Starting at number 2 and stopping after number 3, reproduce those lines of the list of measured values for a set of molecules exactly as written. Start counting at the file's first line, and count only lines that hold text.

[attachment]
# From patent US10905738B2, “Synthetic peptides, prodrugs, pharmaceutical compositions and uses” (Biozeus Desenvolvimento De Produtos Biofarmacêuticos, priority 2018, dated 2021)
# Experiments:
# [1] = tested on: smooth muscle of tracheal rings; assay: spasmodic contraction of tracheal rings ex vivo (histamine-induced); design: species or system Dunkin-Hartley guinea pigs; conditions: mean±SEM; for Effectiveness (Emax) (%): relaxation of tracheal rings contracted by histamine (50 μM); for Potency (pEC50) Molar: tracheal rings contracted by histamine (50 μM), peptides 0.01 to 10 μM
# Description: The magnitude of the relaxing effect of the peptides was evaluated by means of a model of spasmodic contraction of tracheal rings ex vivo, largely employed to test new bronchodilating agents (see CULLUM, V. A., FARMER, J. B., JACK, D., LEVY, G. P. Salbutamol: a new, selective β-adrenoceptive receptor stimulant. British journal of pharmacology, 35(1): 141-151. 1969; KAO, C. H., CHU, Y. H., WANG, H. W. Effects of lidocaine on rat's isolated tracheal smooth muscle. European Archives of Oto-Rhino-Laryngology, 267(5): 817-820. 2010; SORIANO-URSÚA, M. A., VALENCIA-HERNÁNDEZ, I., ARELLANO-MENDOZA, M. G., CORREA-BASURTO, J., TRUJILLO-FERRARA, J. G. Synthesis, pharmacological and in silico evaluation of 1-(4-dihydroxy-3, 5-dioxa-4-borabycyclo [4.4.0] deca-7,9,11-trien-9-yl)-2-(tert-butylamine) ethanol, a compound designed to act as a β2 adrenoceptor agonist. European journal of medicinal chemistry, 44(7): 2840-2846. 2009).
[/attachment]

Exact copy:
# Experiments:
# [1] = tested on: smooth muscle of tracheal rings; assay: spasmodic contraction of tracheal rings ex vivo (histamine-induced); design: species or system Dunkin-Hartley guinea pigs; conditions: mean±SEM; for Effectiveness (Emax) (%): relaxation of tracheal rings contracted by histamine (50 μM); for Potency (pEC50) Molar: tracheal rings contracted by histamine (50 μM), peptides 0.01 to 10 μM